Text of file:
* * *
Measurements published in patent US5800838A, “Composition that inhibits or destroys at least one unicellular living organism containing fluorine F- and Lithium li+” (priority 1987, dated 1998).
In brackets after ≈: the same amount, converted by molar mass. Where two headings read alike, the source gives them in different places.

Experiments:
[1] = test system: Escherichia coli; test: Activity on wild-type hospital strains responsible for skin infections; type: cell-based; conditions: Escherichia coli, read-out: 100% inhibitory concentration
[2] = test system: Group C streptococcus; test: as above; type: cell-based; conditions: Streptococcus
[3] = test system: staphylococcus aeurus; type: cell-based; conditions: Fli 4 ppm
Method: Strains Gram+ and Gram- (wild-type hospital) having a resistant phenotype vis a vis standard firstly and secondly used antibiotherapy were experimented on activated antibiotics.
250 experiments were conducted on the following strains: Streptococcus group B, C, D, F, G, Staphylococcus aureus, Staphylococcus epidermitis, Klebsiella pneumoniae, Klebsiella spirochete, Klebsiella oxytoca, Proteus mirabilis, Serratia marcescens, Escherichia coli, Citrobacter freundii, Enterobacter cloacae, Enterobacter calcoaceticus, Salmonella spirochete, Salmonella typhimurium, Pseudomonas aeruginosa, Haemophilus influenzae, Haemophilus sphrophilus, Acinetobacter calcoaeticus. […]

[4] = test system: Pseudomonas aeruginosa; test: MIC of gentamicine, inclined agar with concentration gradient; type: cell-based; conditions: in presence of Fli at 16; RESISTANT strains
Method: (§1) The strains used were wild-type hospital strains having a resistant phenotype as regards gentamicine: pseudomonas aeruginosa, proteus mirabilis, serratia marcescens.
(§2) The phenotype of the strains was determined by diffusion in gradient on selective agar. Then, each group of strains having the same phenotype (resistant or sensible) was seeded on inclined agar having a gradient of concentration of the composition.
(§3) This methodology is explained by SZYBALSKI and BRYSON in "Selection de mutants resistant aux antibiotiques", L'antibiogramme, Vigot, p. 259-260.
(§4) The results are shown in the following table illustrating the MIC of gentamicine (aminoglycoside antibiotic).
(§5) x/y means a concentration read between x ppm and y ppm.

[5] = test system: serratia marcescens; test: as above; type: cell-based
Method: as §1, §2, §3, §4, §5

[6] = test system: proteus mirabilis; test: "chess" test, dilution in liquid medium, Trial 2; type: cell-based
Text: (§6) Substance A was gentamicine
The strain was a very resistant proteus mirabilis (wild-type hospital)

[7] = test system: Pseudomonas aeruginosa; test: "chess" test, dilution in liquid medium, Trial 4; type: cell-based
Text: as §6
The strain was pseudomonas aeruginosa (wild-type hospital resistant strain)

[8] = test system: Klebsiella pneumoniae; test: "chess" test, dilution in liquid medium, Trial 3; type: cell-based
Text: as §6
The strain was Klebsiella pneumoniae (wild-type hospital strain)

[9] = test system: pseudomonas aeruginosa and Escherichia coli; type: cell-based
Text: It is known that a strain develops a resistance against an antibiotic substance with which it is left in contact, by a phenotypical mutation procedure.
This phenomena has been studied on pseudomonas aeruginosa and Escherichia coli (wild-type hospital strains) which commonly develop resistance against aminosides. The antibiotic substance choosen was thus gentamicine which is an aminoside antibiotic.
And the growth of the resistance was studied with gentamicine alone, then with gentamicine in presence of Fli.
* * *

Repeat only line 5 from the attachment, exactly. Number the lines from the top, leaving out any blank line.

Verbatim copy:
[2] = test system: Group C streptococcus; test: as above; type: cell-based; conditions: Streptococcus